When we do any kind of exercise and keep progressing in it, we get better and better at doing that particular exercise, and of course some associated skills. For example, playing basketball improves fitness and coordination, as well as concentration and team skills.
In the same way, one could say that yoga also gives similar benefits: some asanas facilitate balance, others develop isometric strength, and so on.
However, when we look at yoga in its full scope, not only its physical component or even the whole system of hatha yoga, we will find that it provides us with a complete way of life, taking care of and streamlining every facet of it. In this way, it becomes a kind of basis, a foundation, that will support any effort we may be doing – including exercise – and goals we may be striving to achieve, whether personal, social, professional, or spiritual.
When we look at even the most physical part of yoga, asana, in its classical form, it defies all definitions of exercise: a devoted hatha yogi will aspire, as an example, to hold a headstand for one to three hours or more as an energy modifying and meditative practice – hardly a balanced “set” that works on this or that muscle group.
Yoga is one of the six major branches of Indian philosophy existing since the ancient times, and the only one of them that is practical rather than theoretical and esoteric.
However, the physical practices that we most identify it with today were added to it relatively recently, always as a temporary support to achieve the ultimate goal of yoga, namely, the complete transcendence of mundane awareness and its merger with its source and origin, universal or cosmic consciousness.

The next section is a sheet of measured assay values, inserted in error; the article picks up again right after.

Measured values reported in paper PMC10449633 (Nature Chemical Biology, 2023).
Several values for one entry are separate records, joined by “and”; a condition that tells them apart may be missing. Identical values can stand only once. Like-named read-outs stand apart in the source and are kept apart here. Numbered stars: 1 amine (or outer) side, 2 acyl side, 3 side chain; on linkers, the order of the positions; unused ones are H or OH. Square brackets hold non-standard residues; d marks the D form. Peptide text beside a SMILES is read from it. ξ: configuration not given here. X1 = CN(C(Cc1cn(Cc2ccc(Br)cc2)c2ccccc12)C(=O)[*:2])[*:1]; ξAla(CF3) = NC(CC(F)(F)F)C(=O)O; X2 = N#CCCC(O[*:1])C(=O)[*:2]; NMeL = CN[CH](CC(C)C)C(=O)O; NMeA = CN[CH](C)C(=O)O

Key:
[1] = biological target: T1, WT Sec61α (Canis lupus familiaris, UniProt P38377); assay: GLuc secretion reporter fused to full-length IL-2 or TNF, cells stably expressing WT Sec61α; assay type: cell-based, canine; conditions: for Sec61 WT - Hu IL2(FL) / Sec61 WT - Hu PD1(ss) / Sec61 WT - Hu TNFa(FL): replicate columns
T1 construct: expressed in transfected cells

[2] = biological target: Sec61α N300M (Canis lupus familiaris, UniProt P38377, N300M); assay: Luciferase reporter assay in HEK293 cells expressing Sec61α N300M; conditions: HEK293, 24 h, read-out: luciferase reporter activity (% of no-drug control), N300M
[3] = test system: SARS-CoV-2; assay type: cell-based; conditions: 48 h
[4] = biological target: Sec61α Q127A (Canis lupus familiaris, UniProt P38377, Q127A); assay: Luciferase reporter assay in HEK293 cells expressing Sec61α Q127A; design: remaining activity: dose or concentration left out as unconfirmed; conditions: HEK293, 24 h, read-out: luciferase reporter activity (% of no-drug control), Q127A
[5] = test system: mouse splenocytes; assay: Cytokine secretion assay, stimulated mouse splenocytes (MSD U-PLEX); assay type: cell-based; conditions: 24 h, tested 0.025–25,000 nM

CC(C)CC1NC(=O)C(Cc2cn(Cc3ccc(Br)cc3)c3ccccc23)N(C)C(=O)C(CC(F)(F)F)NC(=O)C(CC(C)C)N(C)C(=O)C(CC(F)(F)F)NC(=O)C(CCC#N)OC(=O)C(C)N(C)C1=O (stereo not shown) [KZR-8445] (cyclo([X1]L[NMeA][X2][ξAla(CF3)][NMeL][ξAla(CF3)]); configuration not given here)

This goal may be quite high, impractical for most people, and hard to attain – but on the path toward it lies a wonderful journey of self-discovery and realisation, a journey where inner strength and creativity are continually rediscovered and nurtured, so that we become the best possible version of ourselves, through our own efforts and therefore genuinely.
This makes yoga far more than just exercise, or even a spiritual path: as Sri Krishna explains in the Bhagavad Gita, a life in the spirit of yoga leads to the ultimate fulfilment of our existence here on Earth, whatever path we may be walking on.
For yoga to have such a broad scope of action and be really applicable to everyone, it needs to be seen in its proper light, full scope, and context. A suitable combination of its main components, dealing with all the different layers of our being, needs to be considered and included in our daily practice routines.
This may sound a little complicated, but it can be done very easily and gradually. To see how, why not try join our network for a couple of days? It will allow you to explore this and more subjects in more depth, and most importantly, practically through classes and courses you can try for free.